In recent years we feel the real effects of climate change with ever more intensity. Just this June (2016) was the hottest month on record in the contiguous US . 2014 and 2015 are the hottest years on record globally - with records starting 150 years ago. It is almost certain that 2016 will beat the previous records, which will make it the third hottest year on record in a row. The earth is warming at a dangerous rate and it is a threat for all of humanity and life as we know it. Cities like New York, mainly built on islands and with over 520 miles of shore line, are especially vulnerable. The change in climate is threatening the city in various ways; most seriously by rising sea level rise, but also by extreme storms and heat waves as we have experienced in recent years. Therefore New York State and the City of New York has set the ambitious goal to reduce Greenhouse gas emissions 80 percent by 2050. To reach this goal New York City alone needs to reduce 43 million metric tons of greenhouse gas emissions of which 25 million metric tons come from energy used in buildings. http://www1.nyc.gov/html/onenyc/visions/sustainability/goal-1-sustain.html
One proven solution is to construct buildings to Passive House standard. Passive House standard reduces the energy use of a building by 75-90%, compared to an average of the existing building stock. The 2016 Energy Code is another step in that direction. But the goal set by State and City can, however, only be reached if the existing buildings can be retrofitted into energy efficient buildings.
This is simultaneously agreat challenge and also a great opportunity for architects and the building industry at large. Innovationand new ways of thinking are required. A strong partnership between Passive House Standard architects, contractors and manufacturers is imperative to achieve these goals. New York City and New York State have put forth several initiatives to facilitate the necessary changes in the energy use of buildings. For those interested in in-depth information, please review:http://www.nyc.gov/html/builttolast/pages/solution/solution.shtml, https://www.ny.gov/programs/reforming-energy-vision-rev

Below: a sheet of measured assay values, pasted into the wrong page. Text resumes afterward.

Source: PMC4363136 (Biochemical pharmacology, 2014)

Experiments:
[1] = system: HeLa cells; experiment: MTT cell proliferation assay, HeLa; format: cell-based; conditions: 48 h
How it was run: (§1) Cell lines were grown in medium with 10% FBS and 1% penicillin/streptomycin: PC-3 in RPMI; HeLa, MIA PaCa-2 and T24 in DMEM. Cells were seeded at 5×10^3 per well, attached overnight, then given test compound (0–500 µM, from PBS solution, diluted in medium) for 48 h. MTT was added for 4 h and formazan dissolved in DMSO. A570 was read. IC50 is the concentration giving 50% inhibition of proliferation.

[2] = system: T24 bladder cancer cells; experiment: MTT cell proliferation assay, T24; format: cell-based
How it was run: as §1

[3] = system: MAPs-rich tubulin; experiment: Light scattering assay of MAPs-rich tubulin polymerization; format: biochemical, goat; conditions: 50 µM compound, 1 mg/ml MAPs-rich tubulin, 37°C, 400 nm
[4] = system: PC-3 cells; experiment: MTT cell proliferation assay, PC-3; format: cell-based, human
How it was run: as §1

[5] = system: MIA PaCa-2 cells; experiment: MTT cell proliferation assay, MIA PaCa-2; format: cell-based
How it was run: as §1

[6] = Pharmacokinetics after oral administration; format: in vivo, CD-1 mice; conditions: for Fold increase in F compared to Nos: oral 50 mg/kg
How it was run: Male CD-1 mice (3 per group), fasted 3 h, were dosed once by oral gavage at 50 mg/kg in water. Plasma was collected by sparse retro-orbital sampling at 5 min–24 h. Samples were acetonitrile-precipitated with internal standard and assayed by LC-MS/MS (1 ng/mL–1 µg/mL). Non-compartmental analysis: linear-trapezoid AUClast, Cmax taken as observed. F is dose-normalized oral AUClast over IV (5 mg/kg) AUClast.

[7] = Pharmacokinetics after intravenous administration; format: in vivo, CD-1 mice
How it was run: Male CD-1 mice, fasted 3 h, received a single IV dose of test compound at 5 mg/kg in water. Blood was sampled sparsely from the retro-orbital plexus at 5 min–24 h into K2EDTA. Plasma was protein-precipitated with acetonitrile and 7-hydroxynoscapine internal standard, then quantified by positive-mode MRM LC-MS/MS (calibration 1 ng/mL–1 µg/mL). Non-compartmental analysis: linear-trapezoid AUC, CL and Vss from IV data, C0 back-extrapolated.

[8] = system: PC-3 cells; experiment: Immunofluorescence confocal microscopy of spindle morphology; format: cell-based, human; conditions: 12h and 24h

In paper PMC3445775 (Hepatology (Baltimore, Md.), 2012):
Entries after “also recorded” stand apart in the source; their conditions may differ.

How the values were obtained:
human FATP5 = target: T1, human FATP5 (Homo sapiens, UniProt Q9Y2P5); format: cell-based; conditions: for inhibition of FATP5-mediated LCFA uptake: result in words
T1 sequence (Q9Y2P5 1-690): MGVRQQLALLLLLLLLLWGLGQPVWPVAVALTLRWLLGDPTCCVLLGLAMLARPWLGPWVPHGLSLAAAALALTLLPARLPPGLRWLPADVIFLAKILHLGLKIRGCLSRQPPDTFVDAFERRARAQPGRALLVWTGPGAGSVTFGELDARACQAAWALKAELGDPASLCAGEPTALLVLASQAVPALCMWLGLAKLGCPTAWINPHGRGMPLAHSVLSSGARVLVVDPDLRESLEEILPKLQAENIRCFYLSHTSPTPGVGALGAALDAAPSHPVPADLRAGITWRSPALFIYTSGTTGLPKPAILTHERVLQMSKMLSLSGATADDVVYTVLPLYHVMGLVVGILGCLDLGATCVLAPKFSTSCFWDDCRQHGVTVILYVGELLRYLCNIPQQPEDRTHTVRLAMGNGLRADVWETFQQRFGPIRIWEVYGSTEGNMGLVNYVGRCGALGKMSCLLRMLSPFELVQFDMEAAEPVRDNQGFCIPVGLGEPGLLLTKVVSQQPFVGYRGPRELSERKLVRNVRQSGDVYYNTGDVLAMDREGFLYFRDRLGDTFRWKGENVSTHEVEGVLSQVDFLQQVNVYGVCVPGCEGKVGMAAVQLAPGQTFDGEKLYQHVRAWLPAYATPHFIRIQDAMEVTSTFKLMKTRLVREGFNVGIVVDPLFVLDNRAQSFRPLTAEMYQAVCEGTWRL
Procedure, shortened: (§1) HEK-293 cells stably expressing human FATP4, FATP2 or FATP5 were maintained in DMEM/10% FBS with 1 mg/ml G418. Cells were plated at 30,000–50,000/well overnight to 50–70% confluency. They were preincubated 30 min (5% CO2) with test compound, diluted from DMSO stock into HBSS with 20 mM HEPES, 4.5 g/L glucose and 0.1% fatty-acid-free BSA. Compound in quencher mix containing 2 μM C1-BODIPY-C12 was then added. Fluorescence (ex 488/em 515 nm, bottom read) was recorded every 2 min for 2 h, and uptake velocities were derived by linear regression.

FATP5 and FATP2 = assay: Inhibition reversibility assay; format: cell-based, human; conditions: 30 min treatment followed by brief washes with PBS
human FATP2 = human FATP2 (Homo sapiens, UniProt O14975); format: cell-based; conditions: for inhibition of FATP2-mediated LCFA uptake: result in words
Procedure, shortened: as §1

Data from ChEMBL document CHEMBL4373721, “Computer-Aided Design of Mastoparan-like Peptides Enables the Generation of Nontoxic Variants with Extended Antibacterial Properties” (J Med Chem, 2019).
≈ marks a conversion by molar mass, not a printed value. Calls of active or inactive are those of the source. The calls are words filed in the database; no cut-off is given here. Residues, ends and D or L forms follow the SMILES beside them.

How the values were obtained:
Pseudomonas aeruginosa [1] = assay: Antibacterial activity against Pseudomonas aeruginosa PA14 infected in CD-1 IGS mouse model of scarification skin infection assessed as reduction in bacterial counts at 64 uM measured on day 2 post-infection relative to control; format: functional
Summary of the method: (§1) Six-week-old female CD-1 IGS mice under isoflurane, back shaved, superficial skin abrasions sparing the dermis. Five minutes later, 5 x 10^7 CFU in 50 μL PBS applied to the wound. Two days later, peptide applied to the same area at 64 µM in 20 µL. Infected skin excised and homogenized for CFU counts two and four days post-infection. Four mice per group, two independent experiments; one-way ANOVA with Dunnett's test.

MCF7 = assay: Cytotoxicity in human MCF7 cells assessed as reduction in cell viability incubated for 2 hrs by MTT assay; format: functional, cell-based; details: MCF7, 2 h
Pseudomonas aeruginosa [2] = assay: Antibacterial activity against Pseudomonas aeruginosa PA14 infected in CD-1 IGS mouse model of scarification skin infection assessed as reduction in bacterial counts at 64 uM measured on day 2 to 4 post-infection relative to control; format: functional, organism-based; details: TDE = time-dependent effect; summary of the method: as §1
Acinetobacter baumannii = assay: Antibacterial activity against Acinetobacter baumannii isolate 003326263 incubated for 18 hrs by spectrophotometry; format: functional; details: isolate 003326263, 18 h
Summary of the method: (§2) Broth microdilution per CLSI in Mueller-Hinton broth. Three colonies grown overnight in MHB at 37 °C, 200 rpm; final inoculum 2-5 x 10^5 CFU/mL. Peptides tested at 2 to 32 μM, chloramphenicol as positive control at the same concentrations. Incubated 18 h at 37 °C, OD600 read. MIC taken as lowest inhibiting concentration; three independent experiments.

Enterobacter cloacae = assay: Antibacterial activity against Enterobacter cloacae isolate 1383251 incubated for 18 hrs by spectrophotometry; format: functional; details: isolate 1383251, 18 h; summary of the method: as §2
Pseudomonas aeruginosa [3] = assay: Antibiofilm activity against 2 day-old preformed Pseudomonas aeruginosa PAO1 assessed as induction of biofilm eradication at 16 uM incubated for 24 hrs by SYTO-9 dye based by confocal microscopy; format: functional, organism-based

At the North American Passive House conferences in June NYSERDA (New York State Energy Research and Development Authority) introduced their plan to promote and facilitate deep energy retrofits for all off the 1.7 million Affordable Housing Units in New York State over the next 20 years. The energy retrofitting of those units will address a number of needs and constraints, including:
- Aging stock: Capital needs/ capital constraint
- Resident health, comfort and affordability
- Resident relocation issue
Eventually NYSERDA hopes that his initiative will lead to the adoption of the tools and methods for deep energy retrofits for the entire housing market.
NYSERDA's role in this process would be to accelerate innovations and testing solutions, which includes; identifying specific buildings as pilots, Technology Agnostic (unbiased towards the use of different technology tools) and conducting open competitions as well as creating the right environment for those innovations, including:
- Regulatory framework: address regulatory barriers
- Financial tools: underwriting, credit enhancement, social bonds insurance backstop, HUD, etc.
- Supply chain development
One of the major difficulties that needs to be solved is the How. How can 1.7 million Affordable Housing units be deep energy retrofitted while still being occupied. New ways of construction and refurbishing are required. One of the working examples NYSERDA was investigating is a very successful project in the Netherlands. It is the Dutch model Energysprong, which is now adopted by multiple European countries.
The image above is an Energiepsrong project that is turning old terraced housing into modern net zero energy homes through the installation of new insulated external roof and wall panels that completely transform the properties. The process is done by using prefabricated panels and most houses can be retrofitted within a week, with minimal disturbance for the residents because the majority of the work is on the exterior. The links below provide more information:
As you can see from the webpages it works for all kinds of aesthetics and building materials. The big challenge for cities like New York is if this can be done for high and medium rise buildings as well. Watch a building being retrofitted using prefabricated panels: https://www.youtube.com/watch?v=xcnZVRG419Y. NYSERDA is hoping to receive feedback from the Passive House community on building typology (what can be done), code and supply chain hurdles and take part in the design competitions, which NYSERDA is planning to launch.
For updates see: